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Effect of acute stress on oesophageal motility in patients with gastro-oesophageal reflux disease.
  1. B T Johnston,
  2. R J McFarland,
  3. J S Collins,
  4. A H Love
  1. Department of Medicine, Royal Victoria Hospital, Belfast.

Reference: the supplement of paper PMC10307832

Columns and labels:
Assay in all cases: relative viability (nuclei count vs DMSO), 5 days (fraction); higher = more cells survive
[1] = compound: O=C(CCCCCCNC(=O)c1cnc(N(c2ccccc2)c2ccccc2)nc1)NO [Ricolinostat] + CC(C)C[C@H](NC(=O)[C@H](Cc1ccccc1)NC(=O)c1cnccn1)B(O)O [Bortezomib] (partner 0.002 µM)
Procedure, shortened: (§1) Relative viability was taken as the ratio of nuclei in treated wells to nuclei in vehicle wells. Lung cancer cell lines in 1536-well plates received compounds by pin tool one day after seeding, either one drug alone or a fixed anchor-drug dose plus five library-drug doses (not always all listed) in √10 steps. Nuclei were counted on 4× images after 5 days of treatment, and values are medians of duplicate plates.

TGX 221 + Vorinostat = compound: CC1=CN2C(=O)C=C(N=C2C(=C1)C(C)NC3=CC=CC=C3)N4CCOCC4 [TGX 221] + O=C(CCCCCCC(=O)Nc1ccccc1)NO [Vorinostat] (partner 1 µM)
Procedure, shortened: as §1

BACKGROUND AND AIM--Sixty four per cent of people with heartburn believe that it is exacerbated by stress. An alteration in oesophageal motility is one possible mechanism for this apparent change with stress. This study aimed to assess the effect of acute stressors on oesophageal motility in patients with gastro-oesophageal reflux disease (GORD). METHODS--Sixty patients were studied. Twenty had oesophagitis, 20 had increased oesophageal acid exposure on pH monitoring but no endoscopic oesophagitis, and 20 had neither oesophagitis nor abnormal oesophageal acid exposure. Oesophageal motility was studied in these patients during psychological stress (Stroop test) and physical stress (cold pressor test). RESULTS--Blood pressure (BP) and heart rate increased in response to both stressors (mean systolic BP increased by > 10 mm Hg, diastolic BP by > 4 mm Hg and heart rate by > 3 beats per minute (p < 0.00001). The amplitude, duration, and velocity of propagation of oesophageal peristaltic contractions were not altered by the stressors. The percentage of simultaneous waves increased in patients with oesophagitis during the cold pressor test (median increase in these patients was 6% (p < 0.05)). This effect was not noted in the patients without oesophagitis. CONCLUSION--Acute stressors did not induce significant changes in oesophageal motility in patients with GORD but no oesophagitis. For these patients, dysmotility is not likely to be a cause of oesophageal symptoms which are exacerbated by stress. There was, however, a significant increase in simultaneous waves during cold pressor stress in patients with oesophagitis.

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